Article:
On Wednesday morning during the second day of the 2022 Big Ten Football Media Days event in Indianapolis, Michigan State head coach Mel Tucker took the podium during the televised coaches’ press conferences portion. He provided an opening statement and then fielded several questions from the media.
Philosophy and Managing Expectations
In 2021, Coach Tucker attended his first Big Ten Media Day after coming off of a 2-5 season. (The 2020 Media Days event was canceled due to COVID-19.) Now, 12 months later, Tucker’s Spartans are the defending Peach Bowl champions. But, as far as Tucker and his players are concerned, this is just the beginning.
“We have shifted our culture at Michigan State,” Tucker said to open the press conference. “It’s a culture that is rooted in a relentless mindset in everything we do. Culture is how we live and behave every single day. It’s a culture of accountability, attention to detail, sense of urgency, connection, being authentic, being real, and good old-fashioned hard work. You roll your sleeves up and figure out a way to get the job done.
“A year ago, last season, (Michigan State finished) 11-2. For us, it was just really a step in the right direction. We did some good things, but nobody cares what you did last year. We certainly don’t. We’ve got a lot of work to do. We have improved tremendously this offseason, on the field and off the field.
“We are extremely hungry, and we do have a chip on our shoulder. We’ve got a lot to prove. We have a very high standard of performance, and we have decided as a program to attack that standard every single day.
“There’s a lot of work being done in East Lansing right now as we speak. We’re actually putting the work in. We’re chopping wood every day, and the goal for us is to win every game on our schedule. That’s our stated goal. Our goal is to finish first, and we need to bring a championship to East Lansing. So that’s what this is all about.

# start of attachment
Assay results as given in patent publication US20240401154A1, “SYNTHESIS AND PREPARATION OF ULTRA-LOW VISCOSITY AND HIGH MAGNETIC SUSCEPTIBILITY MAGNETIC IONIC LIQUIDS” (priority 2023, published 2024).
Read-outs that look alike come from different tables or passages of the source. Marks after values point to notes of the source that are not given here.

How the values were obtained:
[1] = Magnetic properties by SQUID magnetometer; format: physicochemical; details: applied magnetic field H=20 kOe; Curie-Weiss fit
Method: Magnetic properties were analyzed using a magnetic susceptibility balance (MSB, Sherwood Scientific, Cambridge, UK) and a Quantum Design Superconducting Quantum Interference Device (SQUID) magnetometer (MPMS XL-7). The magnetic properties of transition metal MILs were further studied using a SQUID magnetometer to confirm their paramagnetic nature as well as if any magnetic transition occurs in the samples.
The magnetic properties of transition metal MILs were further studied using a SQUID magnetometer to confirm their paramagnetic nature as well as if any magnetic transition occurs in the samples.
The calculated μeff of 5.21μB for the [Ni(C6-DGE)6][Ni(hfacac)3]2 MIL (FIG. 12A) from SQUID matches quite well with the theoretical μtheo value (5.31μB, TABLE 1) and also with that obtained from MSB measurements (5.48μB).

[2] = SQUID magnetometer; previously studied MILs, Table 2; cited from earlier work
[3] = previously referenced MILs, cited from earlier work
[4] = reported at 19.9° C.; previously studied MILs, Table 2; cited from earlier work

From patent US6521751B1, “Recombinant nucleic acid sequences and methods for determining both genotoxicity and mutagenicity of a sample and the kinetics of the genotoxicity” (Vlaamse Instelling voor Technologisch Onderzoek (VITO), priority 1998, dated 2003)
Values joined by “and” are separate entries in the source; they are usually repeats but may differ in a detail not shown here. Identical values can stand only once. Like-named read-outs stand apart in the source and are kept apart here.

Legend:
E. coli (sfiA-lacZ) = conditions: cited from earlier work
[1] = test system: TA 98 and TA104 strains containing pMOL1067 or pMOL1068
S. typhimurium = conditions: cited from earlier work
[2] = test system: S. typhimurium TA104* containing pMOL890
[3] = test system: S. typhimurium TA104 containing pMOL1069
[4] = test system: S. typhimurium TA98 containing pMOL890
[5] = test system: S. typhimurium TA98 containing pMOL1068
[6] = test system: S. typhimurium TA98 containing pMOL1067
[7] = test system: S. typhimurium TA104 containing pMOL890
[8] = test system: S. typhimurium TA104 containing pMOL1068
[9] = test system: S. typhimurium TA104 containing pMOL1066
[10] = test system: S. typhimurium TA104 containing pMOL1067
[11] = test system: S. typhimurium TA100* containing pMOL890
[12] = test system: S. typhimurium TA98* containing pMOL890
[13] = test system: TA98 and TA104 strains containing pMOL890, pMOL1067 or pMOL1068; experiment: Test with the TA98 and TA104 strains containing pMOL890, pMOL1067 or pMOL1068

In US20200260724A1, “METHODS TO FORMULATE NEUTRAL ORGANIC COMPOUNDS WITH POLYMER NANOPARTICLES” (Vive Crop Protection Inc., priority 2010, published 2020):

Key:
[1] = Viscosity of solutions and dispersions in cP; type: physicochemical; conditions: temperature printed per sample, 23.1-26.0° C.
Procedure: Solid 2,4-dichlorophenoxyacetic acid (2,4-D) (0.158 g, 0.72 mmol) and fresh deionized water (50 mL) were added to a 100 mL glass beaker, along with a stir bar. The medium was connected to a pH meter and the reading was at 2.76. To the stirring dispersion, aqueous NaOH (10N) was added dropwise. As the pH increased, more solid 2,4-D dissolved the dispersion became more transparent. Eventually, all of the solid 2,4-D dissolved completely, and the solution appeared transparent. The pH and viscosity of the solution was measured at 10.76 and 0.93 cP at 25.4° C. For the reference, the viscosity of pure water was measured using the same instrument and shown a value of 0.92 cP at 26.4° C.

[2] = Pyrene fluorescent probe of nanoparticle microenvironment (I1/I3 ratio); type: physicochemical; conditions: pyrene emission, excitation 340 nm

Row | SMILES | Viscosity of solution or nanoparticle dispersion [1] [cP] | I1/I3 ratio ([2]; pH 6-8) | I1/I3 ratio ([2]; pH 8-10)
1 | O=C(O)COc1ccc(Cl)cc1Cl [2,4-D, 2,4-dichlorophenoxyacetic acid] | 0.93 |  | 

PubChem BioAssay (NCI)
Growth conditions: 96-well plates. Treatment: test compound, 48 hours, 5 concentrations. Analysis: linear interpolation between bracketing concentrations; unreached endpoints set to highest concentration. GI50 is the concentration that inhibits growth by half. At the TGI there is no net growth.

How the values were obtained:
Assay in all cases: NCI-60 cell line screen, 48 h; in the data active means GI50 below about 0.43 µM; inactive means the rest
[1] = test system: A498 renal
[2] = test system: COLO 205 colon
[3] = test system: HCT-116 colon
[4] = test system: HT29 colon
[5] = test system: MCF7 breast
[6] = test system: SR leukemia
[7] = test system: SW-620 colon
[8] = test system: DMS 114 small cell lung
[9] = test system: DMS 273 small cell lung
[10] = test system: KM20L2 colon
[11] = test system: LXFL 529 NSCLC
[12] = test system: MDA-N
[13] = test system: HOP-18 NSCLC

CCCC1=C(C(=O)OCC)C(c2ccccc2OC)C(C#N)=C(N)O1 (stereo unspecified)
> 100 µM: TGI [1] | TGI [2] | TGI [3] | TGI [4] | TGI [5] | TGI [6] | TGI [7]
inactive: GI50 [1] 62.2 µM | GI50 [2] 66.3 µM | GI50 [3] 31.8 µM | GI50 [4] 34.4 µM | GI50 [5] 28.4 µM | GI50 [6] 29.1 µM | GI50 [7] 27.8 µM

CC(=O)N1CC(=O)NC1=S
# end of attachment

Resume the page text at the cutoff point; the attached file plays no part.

“I feel really good about this upcoming season. We’re going to have a great training camp. I can’t wait to get started.”
As for managing the elevated expectations in East Lansing, Coach Tucker had the following to say.
“We just keep chopping wood every single day,” Tucker said. “We’ve got something to prove. We’re not where we want to be. The voices inside of our building need to be louder than the voices outside the building. So we’re staying focused on the task at hand.
“Our culture is all about how we live and behave every day. Those are actions. Those are behaviors. It’s a process. What are we doing every single day to get better? Aggregation of marginal gains. Everyone just get a little bit better every single day. We’re going to continue to hammer our process, cement our culture, and that’s what’s going to create the outcomes for us.
“There’s laser focus, and there’s hunger. We’ve got a chip on our shoulder. All our guys are bought in, the coaches and the players. So it’s just a matter of continuing to work our butts off.”
One of the questions for Tucker was to explain a bit more about his philosophy in building his roster through a combination of high school recruiting and the transfer portal. From Tucker’s point of view, the situation is similar to the way rosters are built in the NFL.
“it’s not very complicated,” Tucker said. “We embrace the portal. We’re going to build our team through the high school ranks. It’s very similar to what we did while I was in the NFL. You want to build through the draft. You complement or supplement your roster through free agency.”